“I came to Pittsburgh 20 years ago to attend the University of Pittsburgh and fell in love with this place,” Salesky said. “So when we founded Argo AI, we knew our headquarters would be based here, and we’re embracing this new generation of engineers and scientists who are both discovering the city’s energy and fueling it. Retaining this pool of top-notch talent is vitally important as we collaborate with world-class universities to ensure our great ideas and innovations will support our mission to provide affordable mobility for all.”
Not surprisingly, Pittsburgh is steadily attracting millennial workers. The city’s millennial population increased 7 percent from 2011 to 2016, which coincides with the arrival of top tech companies such as Facebook, Amazon, and Yelp. And, yes, Pittsburgh made Amazon’s shortlist of 20 possible HQ2 cities.
In the report, Forrester’s researchers noted that, “Pittsburgh is one of the smallest cities on our list, but it has a habit of punching above its weight.” What they had in mind was the city’s impressive production of computer science graduates (2,100 per year), a growing base of young millennial workers, and a fast-growing app developer community (8,000 and counting).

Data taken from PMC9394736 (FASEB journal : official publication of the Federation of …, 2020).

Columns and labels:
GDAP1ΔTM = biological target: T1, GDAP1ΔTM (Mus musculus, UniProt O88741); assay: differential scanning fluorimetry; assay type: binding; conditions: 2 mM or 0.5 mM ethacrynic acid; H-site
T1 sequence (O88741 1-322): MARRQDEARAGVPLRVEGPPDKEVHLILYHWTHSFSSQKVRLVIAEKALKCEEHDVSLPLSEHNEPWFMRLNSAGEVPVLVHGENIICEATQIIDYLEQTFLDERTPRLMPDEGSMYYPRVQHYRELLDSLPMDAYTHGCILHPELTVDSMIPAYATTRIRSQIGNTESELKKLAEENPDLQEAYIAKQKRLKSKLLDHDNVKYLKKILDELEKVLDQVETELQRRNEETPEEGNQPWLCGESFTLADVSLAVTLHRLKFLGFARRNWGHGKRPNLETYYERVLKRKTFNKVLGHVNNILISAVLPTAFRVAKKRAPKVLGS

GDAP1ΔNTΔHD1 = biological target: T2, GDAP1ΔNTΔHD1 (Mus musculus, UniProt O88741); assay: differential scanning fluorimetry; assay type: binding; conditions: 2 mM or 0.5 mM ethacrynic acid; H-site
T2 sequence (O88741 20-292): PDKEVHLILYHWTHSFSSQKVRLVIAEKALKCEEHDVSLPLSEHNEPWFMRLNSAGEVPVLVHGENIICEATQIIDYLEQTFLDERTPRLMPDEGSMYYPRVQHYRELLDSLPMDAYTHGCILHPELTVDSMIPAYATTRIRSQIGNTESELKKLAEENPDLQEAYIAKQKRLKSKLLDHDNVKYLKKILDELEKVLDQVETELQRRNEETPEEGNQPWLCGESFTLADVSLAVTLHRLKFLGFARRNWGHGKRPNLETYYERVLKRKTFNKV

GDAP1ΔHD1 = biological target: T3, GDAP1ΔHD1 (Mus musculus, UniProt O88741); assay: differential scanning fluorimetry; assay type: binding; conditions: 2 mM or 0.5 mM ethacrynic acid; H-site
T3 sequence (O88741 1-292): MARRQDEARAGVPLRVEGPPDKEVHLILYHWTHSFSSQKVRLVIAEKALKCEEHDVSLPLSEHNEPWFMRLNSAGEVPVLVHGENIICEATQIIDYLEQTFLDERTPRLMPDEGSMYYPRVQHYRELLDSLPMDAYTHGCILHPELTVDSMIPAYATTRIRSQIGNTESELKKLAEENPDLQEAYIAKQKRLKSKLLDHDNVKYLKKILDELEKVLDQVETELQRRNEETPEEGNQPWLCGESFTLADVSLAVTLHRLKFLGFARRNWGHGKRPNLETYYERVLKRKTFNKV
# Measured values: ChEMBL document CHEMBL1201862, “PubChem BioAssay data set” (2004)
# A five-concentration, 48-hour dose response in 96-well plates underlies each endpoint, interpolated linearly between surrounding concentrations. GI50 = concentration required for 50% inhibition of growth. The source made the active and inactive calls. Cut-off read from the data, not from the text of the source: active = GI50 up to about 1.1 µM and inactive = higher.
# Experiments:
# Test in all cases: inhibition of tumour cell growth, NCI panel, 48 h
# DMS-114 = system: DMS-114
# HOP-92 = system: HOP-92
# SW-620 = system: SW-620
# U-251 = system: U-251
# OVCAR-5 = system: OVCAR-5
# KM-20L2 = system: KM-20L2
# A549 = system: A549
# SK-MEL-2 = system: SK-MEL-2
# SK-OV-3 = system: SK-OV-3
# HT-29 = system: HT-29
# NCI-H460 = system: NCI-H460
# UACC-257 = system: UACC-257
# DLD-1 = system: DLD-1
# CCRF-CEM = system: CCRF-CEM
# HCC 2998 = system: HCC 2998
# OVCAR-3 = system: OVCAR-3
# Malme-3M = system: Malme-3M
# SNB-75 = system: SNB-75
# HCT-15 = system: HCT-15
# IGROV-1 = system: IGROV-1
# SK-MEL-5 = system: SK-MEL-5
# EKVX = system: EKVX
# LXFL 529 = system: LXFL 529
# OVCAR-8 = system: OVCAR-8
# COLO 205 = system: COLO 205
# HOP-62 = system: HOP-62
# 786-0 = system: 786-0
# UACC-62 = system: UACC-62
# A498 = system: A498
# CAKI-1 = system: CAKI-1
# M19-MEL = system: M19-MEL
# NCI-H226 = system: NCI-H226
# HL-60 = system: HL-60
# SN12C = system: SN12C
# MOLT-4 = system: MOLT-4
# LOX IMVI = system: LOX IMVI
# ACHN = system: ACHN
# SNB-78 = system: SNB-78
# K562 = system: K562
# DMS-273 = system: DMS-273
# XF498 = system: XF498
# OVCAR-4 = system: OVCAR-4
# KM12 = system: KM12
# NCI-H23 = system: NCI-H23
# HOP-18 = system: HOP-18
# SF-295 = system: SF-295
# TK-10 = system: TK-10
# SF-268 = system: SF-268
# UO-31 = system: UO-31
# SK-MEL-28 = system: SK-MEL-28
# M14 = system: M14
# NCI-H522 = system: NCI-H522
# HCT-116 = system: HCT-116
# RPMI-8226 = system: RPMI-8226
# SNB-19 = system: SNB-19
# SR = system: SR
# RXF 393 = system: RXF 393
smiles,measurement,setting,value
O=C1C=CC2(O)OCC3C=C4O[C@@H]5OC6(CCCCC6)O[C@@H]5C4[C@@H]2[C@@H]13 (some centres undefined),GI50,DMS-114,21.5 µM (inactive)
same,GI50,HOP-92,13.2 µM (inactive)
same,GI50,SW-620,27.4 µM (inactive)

The city’s strong talent base led to the decision by CleanRobotics, the creator of the first-ever smart trashcan that uses AI and advanced robotics to sort recyclables from landfill waste, to base its operations in Pittsburgh.
According to Tanner Cook, the VP of Engineering and co-founder of the company (and ASME member), one major attraction was the “super encouraging and closely knit entrepreneurial community.” Another, he said, was “lots of opportunity to hire high quality talent from schools like Carnegie Mellon and Pitt.” He also cited the opportunities provided by AlphaLab Gear, a nationally-ranked Pittsburgh-based hardware accelerator, as a key factor that led to the development of his company’s innovative TrashBot.
In addition to startups, organizations hosting national tech events have taken notice of Pittsburgh’s new energy. ASME, for example, recently held its 2018 International Mechanical Engineering Congress and Expo (IMECE) in the city.
So the lesson is clear: While Silicon Valley remains top-of-mind in the popular mainstream (and the only tech hub with its own HBO show), the reality is that the center of gravity for technology and mechanical engineering is shifting to other cities.
The new tech hubs beyond Silicon Valley now include cities like Phoenix, Miami, Pittsburgh, Charlotte, and Portland. And these cities are catching up very quickly to traditional tech hubs, especially in niche areas where a single world-class research institution can help to anchor a thriving tech ecosystem of startups, top companies, and R&D researchers.

Dominic Basulto is a business and technology writer and ASME member development content contributor based in New York, N.Y.